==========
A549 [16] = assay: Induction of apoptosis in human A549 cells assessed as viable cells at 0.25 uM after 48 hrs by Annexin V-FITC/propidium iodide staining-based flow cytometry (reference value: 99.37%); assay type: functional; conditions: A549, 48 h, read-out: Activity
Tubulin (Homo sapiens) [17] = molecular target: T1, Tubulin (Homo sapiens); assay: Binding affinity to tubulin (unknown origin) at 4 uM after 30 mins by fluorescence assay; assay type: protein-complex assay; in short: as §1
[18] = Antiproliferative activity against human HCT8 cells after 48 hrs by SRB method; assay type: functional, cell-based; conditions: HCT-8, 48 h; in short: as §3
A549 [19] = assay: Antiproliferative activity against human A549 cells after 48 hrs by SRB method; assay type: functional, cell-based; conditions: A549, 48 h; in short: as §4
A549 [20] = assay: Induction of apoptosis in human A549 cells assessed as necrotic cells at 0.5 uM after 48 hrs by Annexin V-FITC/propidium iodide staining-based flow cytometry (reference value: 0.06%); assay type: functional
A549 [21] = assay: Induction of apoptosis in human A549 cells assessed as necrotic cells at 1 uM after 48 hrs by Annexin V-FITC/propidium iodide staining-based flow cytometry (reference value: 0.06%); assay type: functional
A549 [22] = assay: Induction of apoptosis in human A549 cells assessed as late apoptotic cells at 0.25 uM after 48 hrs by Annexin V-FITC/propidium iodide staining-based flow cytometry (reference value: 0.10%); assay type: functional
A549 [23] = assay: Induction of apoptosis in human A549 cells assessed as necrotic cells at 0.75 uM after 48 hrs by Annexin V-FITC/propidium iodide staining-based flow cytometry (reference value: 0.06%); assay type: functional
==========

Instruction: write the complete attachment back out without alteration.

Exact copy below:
A549 [16] = assay: Induction of apoptosis in human A549 cells assessed as viable cells at 0.25 uM after 48 hrs by Annexin V-FITC/propidium iodide staining-based flow cytometry (reference value: 99.37%); assay type: functional; conditions: A549, 48 h, read-out: Activity
Tubulin (Homo sapiens) [17] = molecular target: T1, Tubulin (Homo sapiens); assay: Binding affinity to tubulin (unknown origin) at 4 uM after 30 mins by fluorescence assay; assay type: protein-complex assay; in short: as §1
[18] = Antiproliferative activity against human HCT8 cells after 48 hrs by SRB method; assay type: functional, cell-based; conditions: HCT-8, 48 h; in short: as §3
A549 [19] = assay: Antiproliferative activity against human A549 cells after 48 hrs by SRB method; assay type: functional, cell-based; conditions: A549, 48 h; in short: as §4
A549 [20] = assay: Induction of apoptosis in human A549 cells assessed as necrotic cells at 0.5 uM after 48 hrs by Annexin V-FITC/propidium iodide staining-based flow cytometry (reference value: 0.06%); assay type: functional
A549 [21] = assay: Induction of apoptosis in human A549 cells assessed as necrotic cells at 1 uM after 48 hrs by Annexin V-FITC/propidium iodide staining-based flow cytometry (reference value: 0.06%); assay type: functional
A549 [22] = assay: Induction of apoptosis in human A549 cells assessed as late apoptotic cells at 0.25 uM after 48 hrs by Annexin V-FITC/propidium iodide staining-based flow cytometry (reference value: 0.10%); assay type: functional
A549 [23] = assay: Induction of apoptosis in human A549 cells assessed as necrotic cells at 0.75 uM after 48 hrs by Annexin V-FITC/propidium iodide staining-based flow cytometry (reference value: 0.06%); assay type: functional